“Cooling Off Period” With No Details Creates Uncertainty and Concern in Real Estate Sector
CATEGORY: Advocacy News Releases
TAGS: BC Financial Services Authority (BCFSA) Cooling Off Period Home Buyer Rescission Period (HBRP)
In November, the BC Government announced it will be introducing a “cooling off period” for real estate transactions involving residential resale properties and newly built homes in BC beginning next spring. BC Minister of Finance Selina Robinson announced the policy without any details or advanced consultation with the public or real estate sector, resulting in significant confusion and uncertainty both within the sector and amongst the public. This lack of advance planning has led to concerns that this policy and others under consideration could result in unintended negative consequences for buyers and sellers.
“From the day this measure was announced, real estate brokers and real estate boards in BC have been inundated with questions about how this upcoming measure is going to affect their day-to-day work and their clients,” says British Columbia Real Estate Association (BCREA) Chief Executive Officer Darlene K. Hyde. “While we would have liked to answer these questions clearly and concisely, we simply can’t because of the way this decision was made. There really are no answers yet and that’s causing a lot of concern.”
Recent media reports have erroneously made suggestions that the new “cooling off period,” also known as a recission period, will adopt the same parameters as the seven-day period already in place for pre-construction condominium sales, adding to the uncertainty caused by this announcement.
“The assumptions we are seeing are untrue and are purely a result of the lack of information out there about what could be a substantial change to the real estate transaction,” Hyde adds. “Instead of educating Realtors and the public, we now have to focus on stopping rumours . All this could have been avoided if proper processes were followed prior to this decision being made.”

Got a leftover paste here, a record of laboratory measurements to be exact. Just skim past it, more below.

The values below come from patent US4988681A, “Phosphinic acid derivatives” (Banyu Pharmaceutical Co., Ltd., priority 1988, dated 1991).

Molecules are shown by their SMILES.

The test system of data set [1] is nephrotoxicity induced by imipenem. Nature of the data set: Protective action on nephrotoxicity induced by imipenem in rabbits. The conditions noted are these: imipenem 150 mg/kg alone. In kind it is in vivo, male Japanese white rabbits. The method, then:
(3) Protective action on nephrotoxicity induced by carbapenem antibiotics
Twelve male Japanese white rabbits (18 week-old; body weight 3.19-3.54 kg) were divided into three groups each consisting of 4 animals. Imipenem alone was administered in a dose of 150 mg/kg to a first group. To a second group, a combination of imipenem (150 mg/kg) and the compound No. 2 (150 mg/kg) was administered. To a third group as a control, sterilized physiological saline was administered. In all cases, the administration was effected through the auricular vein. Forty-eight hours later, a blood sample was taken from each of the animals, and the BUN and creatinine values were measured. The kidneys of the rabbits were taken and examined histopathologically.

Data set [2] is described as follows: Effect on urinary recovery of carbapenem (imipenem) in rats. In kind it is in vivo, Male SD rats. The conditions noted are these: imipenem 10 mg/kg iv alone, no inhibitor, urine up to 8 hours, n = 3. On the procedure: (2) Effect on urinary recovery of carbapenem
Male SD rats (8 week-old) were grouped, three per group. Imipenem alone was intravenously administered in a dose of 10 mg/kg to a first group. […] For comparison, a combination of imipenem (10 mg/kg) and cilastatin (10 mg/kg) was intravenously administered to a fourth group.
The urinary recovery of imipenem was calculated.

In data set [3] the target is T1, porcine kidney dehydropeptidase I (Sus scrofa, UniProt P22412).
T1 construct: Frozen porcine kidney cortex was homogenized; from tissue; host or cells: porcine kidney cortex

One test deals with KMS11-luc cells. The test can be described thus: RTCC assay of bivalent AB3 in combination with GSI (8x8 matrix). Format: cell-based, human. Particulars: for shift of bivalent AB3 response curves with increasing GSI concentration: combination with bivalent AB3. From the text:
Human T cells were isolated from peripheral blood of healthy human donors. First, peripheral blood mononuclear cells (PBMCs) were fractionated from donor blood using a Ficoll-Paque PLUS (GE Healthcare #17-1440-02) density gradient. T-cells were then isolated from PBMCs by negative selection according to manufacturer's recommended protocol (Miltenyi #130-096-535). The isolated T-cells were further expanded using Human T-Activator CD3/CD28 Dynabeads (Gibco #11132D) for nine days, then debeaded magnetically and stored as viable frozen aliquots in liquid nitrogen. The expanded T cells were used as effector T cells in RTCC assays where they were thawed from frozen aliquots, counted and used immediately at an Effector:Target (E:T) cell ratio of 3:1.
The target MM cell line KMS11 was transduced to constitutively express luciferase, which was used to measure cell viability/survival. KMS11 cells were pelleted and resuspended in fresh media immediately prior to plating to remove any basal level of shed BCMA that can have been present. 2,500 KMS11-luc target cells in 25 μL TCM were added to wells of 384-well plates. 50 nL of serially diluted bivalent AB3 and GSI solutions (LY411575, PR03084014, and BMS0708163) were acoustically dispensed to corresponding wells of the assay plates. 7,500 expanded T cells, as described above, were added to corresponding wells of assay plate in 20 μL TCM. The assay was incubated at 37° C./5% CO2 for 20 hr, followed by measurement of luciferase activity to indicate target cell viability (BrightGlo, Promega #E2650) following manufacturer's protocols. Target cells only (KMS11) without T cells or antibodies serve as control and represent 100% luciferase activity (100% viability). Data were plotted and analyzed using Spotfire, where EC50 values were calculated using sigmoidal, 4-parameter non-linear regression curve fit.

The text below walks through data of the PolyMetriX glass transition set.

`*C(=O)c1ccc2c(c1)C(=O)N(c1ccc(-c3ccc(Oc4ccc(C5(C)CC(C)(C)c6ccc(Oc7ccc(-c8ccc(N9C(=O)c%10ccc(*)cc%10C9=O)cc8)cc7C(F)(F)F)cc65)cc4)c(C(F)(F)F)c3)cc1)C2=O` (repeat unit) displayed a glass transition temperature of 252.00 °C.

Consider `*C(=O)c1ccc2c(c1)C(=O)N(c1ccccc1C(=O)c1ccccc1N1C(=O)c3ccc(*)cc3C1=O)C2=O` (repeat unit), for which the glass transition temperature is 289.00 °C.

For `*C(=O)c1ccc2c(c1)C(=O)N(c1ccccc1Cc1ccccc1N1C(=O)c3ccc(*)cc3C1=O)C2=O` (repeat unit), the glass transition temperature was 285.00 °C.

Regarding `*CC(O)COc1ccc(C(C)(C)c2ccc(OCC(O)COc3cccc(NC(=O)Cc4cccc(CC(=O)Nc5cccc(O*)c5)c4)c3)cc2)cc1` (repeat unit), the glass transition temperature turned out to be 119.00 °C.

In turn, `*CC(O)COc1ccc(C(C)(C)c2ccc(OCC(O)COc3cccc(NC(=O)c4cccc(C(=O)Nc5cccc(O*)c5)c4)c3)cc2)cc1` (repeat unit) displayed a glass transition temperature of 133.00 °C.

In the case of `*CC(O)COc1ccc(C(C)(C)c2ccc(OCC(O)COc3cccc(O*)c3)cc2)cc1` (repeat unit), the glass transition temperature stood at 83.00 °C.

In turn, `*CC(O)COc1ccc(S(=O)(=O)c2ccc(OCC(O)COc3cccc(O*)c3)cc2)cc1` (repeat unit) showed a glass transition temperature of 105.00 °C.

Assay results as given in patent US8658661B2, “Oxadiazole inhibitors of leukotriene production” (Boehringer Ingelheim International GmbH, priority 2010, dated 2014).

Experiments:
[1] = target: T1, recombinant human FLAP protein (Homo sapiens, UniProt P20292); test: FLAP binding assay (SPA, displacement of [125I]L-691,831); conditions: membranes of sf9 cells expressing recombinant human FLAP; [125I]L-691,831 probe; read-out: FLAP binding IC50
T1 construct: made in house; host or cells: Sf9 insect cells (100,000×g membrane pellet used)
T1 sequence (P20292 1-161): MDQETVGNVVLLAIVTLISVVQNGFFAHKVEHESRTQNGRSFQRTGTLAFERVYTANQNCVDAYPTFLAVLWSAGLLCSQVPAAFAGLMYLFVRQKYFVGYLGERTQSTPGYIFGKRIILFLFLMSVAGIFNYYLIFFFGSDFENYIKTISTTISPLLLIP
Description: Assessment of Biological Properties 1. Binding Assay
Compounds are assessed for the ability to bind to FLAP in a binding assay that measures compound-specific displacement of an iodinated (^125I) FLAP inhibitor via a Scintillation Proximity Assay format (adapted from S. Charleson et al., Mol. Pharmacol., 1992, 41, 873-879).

BCREA supports thoughtfully designed, properly-vettedand evidence-based policy that protects consumers and enhances professionalism and transparency within the real estate sector. Policies addressing market conditions should consider the interests of all parties in a transaction, changing market conditions, regional nuances, potential unintended consequences and should also include a defined process to monitor efficacy of the measures introduced.
Prior to further decisions being made on a “cooling off period” or any other measures related to the real estate transaction or market, it is imperative that thorough consultation with the real estate sector and research is conducted in advance to address factors that may negatively impact home buyers and sellers in BC.
For more information:
BCREA Senior Communications Specialist
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